To My Piano Teacher: Thanks So Much, TTFN

Someone donated this piano to MMU. It's in the lobby of Busse Library. I practiced at it once and felt very conspicuous.

Someone donated this piano to MMU. It’s in the lobby of Busse Library. I practiced at it once and felt very conspicuous.

I had a piano lesson scheduled this afternoon, but it conflicted with a Scholarship Day event I wanted to attend.

I could have rescheduled. But my year of living on the keyboard is drawing to an end, and I’m afraid the stress of the last few weeks of the semester wouldn’t give me much focus. Although it would be fun to continue, I knew I was stalling. My wife had agreed to a year of lessons, and I’m in my 13th month. So instead of rescheduling, I thought the time was right, with the end of the month looming, to face the music, or turn away from it, so to speak. My four seasons of piano lessons have come and gone.

You can’t learn to play the piano in a year, not if you are living any kind of other busy life or are not unusually blessed with some special musical gift (and I am not). But I do think the year of studying piano has taught me some lessons. Partly, I’m sure, humility and added respect for people who can pick out a tune.

I’m also a bit better at hand bells than I was—my timing and knowledge of other notes besides G and A have improved my bell playing.

Another view of the Busse piano.

Another view of the Busse piano.

My piano teacher, the gentleman who provides lessons to MMU students, was kind, patient and very instructive. I appreciate his insightful ability to make suggestions that would help an old dog like me learn a few new tricks.

If you are an MMU student or know some people who are, and you or they wonder if piano lessons are worth the time and cost, I would say “yes.” You’re far better off learning a bit while you’re young, rather than waiting, as I did, until my fifth decade. And you could not ask for a nicer teacher.

Well, I hope I’ve given my brain a good workout. I worry that all my keyboard knowledge will quickly atrophy, and I’m hoping it’s in the stars for me to again tickle the ivories in the future. I still have my mother’s piano, and it’s been good to have it make some noise. In a few years, if I had stuck with it and if I also had that piano tuned and fixed, I suppose “noise” might have turned into music.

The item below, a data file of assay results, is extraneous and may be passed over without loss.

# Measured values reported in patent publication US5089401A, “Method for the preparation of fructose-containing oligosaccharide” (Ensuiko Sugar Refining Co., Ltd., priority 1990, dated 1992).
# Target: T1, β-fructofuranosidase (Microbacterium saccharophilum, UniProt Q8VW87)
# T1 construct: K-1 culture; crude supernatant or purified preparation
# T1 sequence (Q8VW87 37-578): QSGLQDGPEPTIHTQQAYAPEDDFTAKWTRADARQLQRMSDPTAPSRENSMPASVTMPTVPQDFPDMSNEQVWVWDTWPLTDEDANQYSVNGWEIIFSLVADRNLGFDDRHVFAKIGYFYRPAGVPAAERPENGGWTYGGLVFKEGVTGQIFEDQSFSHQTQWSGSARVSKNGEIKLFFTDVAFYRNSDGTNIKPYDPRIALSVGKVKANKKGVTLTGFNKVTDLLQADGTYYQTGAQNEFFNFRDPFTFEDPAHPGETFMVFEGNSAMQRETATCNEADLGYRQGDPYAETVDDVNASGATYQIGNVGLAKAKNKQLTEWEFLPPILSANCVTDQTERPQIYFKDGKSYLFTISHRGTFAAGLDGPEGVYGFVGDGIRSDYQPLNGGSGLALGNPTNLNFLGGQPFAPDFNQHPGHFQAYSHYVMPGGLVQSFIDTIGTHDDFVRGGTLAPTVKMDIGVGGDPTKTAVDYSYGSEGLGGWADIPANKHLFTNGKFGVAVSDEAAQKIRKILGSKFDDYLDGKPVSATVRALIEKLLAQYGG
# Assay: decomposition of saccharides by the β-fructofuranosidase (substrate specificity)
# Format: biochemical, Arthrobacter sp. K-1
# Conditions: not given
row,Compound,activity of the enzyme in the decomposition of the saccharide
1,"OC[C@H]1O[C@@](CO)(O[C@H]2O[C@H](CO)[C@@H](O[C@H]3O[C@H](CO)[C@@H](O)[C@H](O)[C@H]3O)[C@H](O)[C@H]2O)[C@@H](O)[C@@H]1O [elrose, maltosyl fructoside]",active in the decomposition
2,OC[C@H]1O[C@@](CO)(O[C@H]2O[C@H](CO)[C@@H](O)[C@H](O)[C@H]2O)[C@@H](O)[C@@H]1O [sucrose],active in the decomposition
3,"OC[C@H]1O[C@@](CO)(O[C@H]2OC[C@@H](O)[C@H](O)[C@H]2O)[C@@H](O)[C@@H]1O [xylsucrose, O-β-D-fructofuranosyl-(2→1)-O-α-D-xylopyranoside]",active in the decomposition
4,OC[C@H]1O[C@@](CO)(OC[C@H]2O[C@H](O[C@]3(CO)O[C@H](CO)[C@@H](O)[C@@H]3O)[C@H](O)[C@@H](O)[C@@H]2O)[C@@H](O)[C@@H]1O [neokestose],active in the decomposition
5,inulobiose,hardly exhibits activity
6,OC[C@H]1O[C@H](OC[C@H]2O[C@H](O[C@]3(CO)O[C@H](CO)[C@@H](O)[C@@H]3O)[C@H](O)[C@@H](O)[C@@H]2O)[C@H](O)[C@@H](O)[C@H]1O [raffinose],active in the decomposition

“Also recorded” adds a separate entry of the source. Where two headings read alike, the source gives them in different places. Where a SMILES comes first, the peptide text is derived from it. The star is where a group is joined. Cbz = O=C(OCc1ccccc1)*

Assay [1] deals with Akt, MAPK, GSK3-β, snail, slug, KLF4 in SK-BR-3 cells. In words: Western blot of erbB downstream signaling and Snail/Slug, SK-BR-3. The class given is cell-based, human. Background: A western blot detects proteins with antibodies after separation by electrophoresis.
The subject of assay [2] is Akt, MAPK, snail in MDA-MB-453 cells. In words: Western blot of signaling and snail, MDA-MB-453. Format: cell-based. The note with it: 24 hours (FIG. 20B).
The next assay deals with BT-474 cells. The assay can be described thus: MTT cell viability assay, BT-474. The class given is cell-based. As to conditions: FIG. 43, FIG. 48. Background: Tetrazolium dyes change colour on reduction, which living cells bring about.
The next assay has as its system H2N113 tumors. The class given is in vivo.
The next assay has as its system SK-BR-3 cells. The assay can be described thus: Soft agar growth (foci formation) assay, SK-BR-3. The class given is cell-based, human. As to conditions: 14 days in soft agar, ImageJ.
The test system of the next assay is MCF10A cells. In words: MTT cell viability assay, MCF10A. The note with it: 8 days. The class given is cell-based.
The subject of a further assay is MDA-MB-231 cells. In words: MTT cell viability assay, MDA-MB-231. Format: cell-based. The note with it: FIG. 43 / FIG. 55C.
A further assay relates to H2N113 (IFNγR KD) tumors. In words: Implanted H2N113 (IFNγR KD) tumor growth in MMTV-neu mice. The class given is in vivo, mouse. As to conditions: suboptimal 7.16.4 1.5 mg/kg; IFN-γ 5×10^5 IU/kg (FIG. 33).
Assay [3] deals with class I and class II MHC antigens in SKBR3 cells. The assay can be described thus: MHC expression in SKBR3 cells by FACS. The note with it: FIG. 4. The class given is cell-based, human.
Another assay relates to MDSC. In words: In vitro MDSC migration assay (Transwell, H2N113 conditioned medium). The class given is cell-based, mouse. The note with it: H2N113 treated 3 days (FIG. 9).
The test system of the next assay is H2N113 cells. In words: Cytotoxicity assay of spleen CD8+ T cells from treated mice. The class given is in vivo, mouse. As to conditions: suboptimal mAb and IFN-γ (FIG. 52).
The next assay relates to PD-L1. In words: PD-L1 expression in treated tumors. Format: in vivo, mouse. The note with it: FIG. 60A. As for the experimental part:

Maybe it still will but just not now. Now is time to buckle down and battle my way to the end of another busy spring semester, and then start thinking about next year, which includes yet another fall faculty series.

Well, thanks, Tony, for all your help this year. I enjoyed our conversations almost more than the lessons, and even the lessons, which felt now and then like they were melting my brain, were fun.

So we fade out, trail off; let that note softly fall silent. Only for now, I hope.

Final look.

Final look.



Filed under Mount Mercy

2 responses to “To My Piano Teacher: Thanks So Much, TTFN

  1. Katherine McLaren

    I really respect you for giving it a whirl. I must say that one year is not going to do anything but help you appreciate those who stuck to it for many years. I started when I was just out of kindergarten and didn’t quit till I graduated from college.I must say it was a gift that God blessed me with.I truly enjoy playing the keyboard.

    • CRGardenJoe

      I didn’t honestly expect to learn to play the piano in a year–it was something new to try, and I did gain some respect for musicians. I think I learned a bit more about music, and, I hope improved my brain health. I also do aspire to go back to it some day, with the knowledge that at my age, I’ll never be a musician like someone who started in kindergarten is! One reason I did it is that I think, as a teacher, I ought to try to learn something new now and then just to have the visceral knowledge of how much there is to learn when you try something new. Thanks for the respect!

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